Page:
With this year’s award season now in our rearview, it’s time to look ahead to the coming year, featuring a healthier box office (fingers crossed), and the emergence of new, young talent to get excited about. A mix of already-released and projects yet to come, below you’ll find a spotlight of emerging young stars in the making, who we predict will be making headlines – and owning awards seasons – for years to come.
Released on Amazon in late January, “Palmer” stars the multi-hyphenate Justin Timberlake, Ted Lasso’s delightful Juno Temple, and young Ryder Allen, whose IMDB page previously consisted of a single “Law & Order: SVU” credit.
The film follows former high school football coach Eddie Palmer (Timberlake) who returns home after 12 years in prison looking to put his life back together. He forms an unlikely friendship with a unique boy (Allen) from a troubled home.
While Allen currently doesn’t have any confirmed upcoming projects, his stunning performance as Sam is sure to cement his place in this business for a long time.
Also in January, Netflix released “The Dig,” starring “Promising Young Woman’s” Carey Mulligan, Ralph Fiennes, and Archie Barnes, who arguably steals the entire film from underneath his seasoned co-stars’ feet.
With two West End theater credits also on his resume, this will not be the last we see of the versatile young star.
January proved to be a busy month for up-and-coming youngsters, also seeing the release of “Finding ‘Ohana,” starring fourteen-year-old dancer, actor, and all-around social media star Kea Peahu.
While this was her first on-screen film role, Kea has been a performer most of her life, appearing in music videos for Jennifer Lopez and Chris Brown and as part of the hip-hop troupe The Lab, which competed in “World of Dance’s” first season.
This month, you’ll see “Reckoning’s” Finn Little as Connor Casserly in the Angelina Jolie-starrer “Those Who Wish Me Dead.” The thriller finds the teenager, a murder witness, on the run from twin assassins in the Montana wilderness with help from a survival expert (Jolie). If that’s not enough – there’s also the threat of a massive forest fire playing out at the same time.
Since the Oscar-nominated “A Quiet Place released in 2018, Millicent Simmonds and Noah Jupe have been busy. Simmonds, who had previously starred in Todd Haynes’ “Wonderstruck” has since recurred on Disney’s “Andi Mack,” an episode of “This Close,” and in the Freeform pilot “Close Up,” which sadly never made it to series.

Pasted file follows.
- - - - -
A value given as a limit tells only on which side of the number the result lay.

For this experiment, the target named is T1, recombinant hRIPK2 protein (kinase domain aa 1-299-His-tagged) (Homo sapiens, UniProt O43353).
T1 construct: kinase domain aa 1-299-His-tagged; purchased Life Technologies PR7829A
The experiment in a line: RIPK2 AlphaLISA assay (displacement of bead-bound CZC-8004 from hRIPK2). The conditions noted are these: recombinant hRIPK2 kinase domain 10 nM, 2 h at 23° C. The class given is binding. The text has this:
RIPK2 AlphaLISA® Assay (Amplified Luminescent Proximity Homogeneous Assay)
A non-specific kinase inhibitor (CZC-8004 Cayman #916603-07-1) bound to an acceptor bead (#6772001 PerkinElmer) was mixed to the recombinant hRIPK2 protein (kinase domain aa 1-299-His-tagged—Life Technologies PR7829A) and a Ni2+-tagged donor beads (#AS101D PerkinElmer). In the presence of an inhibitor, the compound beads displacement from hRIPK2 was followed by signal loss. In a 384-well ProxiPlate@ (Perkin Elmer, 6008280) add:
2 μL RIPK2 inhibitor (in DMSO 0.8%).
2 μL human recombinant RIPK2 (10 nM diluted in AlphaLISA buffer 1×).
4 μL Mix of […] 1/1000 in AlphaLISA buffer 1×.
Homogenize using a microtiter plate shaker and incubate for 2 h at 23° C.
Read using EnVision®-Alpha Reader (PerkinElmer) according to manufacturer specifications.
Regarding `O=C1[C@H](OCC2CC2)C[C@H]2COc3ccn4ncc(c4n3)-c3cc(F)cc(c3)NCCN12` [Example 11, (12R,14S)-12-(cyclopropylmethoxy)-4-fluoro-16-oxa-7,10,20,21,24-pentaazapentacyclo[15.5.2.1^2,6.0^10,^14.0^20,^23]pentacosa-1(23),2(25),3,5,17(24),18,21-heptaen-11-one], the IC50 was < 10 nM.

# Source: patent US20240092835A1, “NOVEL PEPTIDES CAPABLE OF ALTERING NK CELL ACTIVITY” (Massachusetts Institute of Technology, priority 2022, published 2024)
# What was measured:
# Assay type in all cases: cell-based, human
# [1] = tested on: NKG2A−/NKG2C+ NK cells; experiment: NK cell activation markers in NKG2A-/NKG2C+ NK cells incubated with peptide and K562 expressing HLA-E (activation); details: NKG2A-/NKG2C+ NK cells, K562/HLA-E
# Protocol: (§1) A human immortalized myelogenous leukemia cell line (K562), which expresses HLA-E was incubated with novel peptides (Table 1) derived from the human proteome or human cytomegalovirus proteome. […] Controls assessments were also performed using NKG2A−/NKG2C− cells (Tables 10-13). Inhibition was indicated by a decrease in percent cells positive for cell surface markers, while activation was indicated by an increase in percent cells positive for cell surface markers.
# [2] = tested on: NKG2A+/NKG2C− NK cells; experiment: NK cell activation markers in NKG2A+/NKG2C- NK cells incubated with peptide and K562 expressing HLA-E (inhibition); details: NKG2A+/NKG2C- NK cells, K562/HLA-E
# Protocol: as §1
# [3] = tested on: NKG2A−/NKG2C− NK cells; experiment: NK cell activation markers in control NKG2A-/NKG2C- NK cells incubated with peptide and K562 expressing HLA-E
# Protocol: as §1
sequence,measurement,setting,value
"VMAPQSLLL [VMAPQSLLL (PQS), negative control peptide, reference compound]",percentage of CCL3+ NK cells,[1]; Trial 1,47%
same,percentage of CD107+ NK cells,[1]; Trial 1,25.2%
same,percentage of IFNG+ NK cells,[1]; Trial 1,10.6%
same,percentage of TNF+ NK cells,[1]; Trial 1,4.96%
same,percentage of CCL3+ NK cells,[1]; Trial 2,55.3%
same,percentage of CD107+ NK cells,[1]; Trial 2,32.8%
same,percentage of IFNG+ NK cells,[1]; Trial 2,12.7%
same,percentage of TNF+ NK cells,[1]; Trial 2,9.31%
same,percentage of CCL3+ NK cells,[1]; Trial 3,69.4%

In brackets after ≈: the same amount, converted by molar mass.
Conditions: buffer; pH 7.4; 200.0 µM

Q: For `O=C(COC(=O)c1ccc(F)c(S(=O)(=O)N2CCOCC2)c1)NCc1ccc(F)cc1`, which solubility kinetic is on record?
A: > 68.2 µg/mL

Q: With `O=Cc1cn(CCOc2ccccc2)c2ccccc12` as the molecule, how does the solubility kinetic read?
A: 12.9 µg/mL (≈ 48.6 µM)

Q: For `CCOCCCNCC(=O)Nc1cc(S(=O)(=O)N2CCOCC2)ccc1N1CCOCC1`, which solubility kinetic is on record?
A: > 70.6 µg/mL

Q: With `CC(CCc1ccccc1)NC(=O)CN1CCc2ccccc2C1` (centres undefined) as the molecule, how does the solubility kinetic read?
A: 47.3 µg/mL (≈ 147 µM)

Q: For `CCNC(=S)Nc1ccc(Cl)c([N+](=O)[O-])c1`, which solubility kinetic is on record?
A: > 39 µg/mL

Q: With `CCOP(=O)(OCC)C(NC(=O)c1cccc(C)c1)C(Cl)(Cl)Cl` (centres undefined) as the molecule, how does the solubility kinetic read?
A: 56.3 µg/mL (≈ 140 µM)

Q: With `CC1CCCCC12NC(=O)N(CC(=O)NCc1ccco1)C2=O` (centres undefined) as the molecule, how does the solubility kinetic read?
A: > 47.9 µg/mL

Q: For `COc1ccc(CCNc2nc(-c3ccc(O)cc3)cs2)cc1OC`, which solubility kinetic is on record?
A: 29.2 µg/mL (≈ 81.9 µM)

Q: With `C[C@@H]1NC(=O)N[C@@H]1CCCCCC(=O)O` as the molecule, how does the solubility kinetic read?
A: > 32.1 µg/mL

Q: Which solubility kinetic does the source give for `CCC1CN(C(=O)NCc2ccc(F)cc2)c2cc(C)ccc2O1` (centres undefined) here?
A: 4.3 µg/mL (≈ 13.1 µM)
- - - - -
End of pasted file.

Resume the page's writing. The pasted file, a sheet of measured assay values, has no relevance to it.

Jupe, most recently seen as Nicole Kidman and Hugh Grant’s son Henry in HBO’s “The Undoing,” has added “Holmes & Watson,” “Honey Boy,” and “Ford v. Ferrari” to his impressive resume and will next be seen in Steven Soderbergh’s star-studded “No Sudden Move,” alongside Matt Damon, Jon Hamm, Don Cheadle, David Harbour, Benicio Del Toro, and Brendan Fraser, and among the voice cast for “The Magician’s Elephant,” which also features “Mary Poppins Returns” breakout Pixie Davies.
In further sequel news, June 4 brings “The Conjuring: The Devil Made Me Do It” to theaters and HBO Max and stars a young man we are sure to hear about for years to come, Julian Hilliard. In the three years since bursting onto the scene, the roughly ten-year-old Hilliard’s resume consists of a body of work that most actors work their entire careers for – including recurring roles in “The Haunting of Hill House,” “Penny Dreadful: The City of Angels,” and Disney/Marvel’s explosive hit “WandaVision” as one half of Elizabeth Olsen’s “Wanda” and Guy Pearce’s “Vision” dynamic twin sons. We have high hopes for this young man and whether his career takes him more towards film or tv in the future, we have no doubt about his longevity in this business.
Alan Kim and Elsie Fisher
We’ll end with Alan Kim. Though a release date is unknown, Kim signed on to star in the upcoming “Latchkey Kids” alongside one of our other favorite youngsters, Elsie Fisher. Slated to begin production this summer, the film follows an eccentric teenager (Fisher), who is looking to escape her dysfunctional life, but ultimately finds herself in the company of a young boy (Kim) police believe is killing his babysitters. Fisher was a breakout in 2018 for her indomitable performance in “Eighth Grade” and this film feels like a complete departure for them both – which we are here for.
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